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always very consequential. and the process of political leaders are becoming very eager to manipulate the cable dial. they -- the style of government and how they were communicating and engaging with their constituents became transformed by the core ideas of a market populous, niche marketing and entertainment that made cable powerful and popular. since the 1960s, the financial success of the cable industry depended on the industry's ability to defend define and distinguish cable television as a new technology and a new form of television. and it really reshaped the way people thought about media and the way that media functioned in american political life. so by 1990s, the conquered list of enemies that bill daniels outlined -- by
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conquering all the enemies, forging relationships and becoming a power player itself, american society and the medium structures on which it depended were fundamentally transformed. the terrain had shifted. but -- and this is one of the key argument that is i really want to bring out in the book, that in the process of shifting that terrain, it's not just that politicians came to rely on cable television more or consumers came to rely on cable television more to interact with politicians, but through that process, politics began to look more like the programs that were actually on the dial. >> thank you. >> thanks very much katie. thanks to all three of you that's great. [ applause ] >> we're going to open up. -- god i was just getting ready to say we are opening up the phone lines. it's all automatic. you just grab we're opening up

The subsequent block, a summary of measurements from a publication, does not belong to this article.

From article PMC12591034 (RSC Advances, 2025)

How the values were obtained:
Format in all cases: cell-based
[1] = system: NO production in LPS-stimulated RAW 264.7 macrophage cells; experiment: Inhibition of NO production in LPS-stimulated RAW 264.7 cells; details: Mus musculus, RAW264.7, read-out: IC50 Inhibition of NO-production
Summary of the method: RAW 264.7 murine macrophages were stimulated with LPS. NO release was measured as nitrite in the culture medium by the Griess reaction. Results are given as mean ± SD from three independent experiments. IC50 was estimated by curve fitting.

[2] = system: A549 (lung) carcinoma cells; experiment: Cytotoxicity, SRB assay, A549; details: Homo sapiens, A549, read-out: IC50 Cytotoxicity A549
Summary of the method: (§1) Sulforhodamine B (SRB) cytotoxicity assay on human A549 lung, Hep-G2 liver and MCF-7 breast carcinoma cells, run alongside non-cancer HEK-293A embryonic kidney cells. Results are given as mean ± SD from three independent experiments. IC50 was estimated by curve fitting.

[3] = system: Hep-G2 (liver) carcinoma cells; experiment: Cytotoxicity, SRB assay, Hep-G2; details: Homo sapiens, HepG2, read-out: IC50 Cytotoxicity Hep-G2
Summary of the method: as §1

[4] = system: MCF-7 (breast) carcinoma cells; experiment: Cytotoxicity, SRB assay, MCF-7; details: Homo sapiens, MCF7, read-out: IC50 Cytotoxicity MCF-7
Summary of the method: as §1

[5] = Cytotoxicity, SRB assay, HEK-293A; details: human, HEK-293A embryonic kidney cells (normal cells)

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are for q and a in just a minute or two and if you would let them know and they'll get a microphone to you so we can get your questions on. as they do that, let me ask each of you, since this is a panel about media, technology and the state tell me in each of your areas where you think the state let people down. so where in that history, margaret o'meara did the state let the american people down in silicon valley and that history? >> well, i think there was a critical moment in the early 1990s when the internet which had been around since 1969 as a product of the defense department used by government employees and by researchers exclusively up until the early 90s -- it's becoming commercialized. and the commercialization of the internet involves a set of decisions and regulatory decisions. and there is a really
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interesting -- it's the moment when silicon valley, or at least the generation of silicon valley entrepreneurs turned to/millionaires, turned political activists start making kind of becoming a presence in washington. and it's the measurement -- and that is partially because bill clinton who is elected in 1992 works very hard starting from before he declares his candidacy to woo silicon valley and to make the democrats the party of silicon valley. and prior there had been close ties with republicans both at the national and state level. but there is a moment where they're trying to figure -- you know, a medium -- that is defined as the wild west. and that where the advocates from the internet from the valley are talking about it as a frontier, talking about it in a
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very fredrick jackson turner sort of way. sort of wide open spaces waiting to be conquered, limitless possibility. but are arguing for keeping the -- something that on principle that sounds very good to members of both parties as well as defenders of free speech, which is keeping the internet free and as out of the influence of the media companies, including cable, as possible. so there is a political battle essentially in which media is defined by -- as the telecoms and as as the cable provider who want to control -- have control over the information flow and where newly formed organizations like the electronic frontier foundation, the eff argue to keep it a jeffersonen internet so to speak, place where many different voices can blossom. and leaders of both parties,